A group of California gasoline station owners have filed suit in a US federal district court in San Francisco accusing Big Oil of fixing gasoline prices across the United States from 1998 to 2001.

The suit claims that Texaco, state-owned Saudi Aramco and Royal Dutch Shell colluded to set gasoline sold to 23,000 Texaco and Shell stations at artificially high prices. Chevron is named as a defendant because it took over Texaco.

The suit is similar to one filed in 2004 by California gasoline station owners. That case was dismissed last year by the U.S. Supreme Court.

Plaintiffs’ attorney Joseph M. Alioto of San Francisco said the top U.S. court rejected the former case because it sought to prove only that the three corporations agreed to fix prices. This time, Alioto said, he and his fellow attorneys will attempt to prove unfair competition laws were broken.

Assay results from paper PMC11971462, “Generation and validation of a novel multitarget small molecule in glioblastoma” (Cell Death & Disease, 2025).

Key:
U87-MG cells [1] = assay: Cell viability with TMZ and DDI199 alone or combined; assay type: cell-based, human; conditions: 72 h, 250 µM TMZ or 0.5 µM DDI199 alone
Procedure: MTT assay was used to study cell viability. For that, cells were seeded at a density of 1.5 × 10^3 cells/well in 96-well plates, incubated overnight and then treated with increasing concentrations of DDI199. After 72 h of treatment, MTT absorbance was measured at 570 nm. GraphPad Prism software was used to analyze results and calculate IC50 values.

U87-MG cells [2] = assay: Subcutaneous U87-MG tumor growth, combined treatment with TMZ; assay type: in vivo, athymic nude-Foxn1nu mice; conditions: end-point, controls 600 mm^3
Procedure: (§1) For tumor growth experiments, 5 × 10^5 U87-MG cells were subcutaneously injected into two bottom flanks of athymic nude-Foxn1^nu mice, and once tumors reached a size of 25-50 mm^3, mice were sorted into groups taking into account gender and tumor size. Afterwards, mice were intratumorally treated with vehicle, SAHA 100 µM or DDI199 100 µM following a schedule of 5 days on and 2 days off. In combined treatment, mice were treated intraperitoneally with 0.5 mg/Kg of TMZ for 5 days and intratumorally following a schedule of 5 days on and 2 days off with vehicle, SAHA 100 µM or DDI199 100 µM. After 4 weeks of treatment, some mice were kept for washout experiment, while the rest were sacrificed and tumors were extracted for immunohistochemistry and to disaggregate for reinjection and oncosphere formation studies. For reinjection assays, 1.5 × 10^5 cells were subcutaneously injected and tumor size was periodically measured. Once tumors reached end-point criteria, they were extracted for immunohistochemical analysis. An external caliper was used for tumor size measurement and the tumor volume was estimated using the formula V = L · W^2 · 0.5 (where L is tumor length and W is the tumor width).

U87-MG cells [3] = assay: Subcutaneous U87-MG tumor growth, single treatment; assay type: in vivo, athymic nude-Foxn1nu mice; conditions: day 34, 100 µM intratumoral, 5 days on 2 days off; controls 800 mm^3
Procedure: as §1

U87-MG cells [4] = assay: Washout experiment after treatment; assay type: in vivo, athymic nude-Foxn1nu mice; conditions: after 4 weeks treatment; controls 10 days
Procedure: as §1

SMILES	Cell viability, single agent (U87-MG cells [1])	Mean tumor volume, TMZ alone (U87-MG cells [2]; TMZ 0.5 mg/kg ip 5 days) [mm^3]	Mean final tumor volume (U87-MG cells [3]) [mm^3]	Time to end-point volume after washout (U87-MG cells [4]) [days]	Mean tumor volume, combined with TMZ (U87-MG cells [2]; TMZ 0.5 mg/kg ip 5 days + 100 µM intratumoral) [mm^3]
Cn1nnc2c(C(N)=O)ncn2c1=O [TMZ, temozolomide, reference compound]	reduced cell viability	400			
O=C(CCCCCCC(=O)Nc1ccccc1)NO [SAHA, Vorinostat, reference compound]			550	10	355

“All of this started at the Masters Golf Tournament,” Alioto told Reuters on Wednesday. “The guy from Shell got a brainstorm while he was watching the pros hit those pebbled balls around and called the CEO of Texaco.” Heads of Shell Oil, Texaco and Saudi Refining began meeting monthly in 1996, the lawsuit says.

The suit asks for class-action status. Some stations lost $10,000 or more a month because of what is alleged were practices that raised prices by cutting competition.

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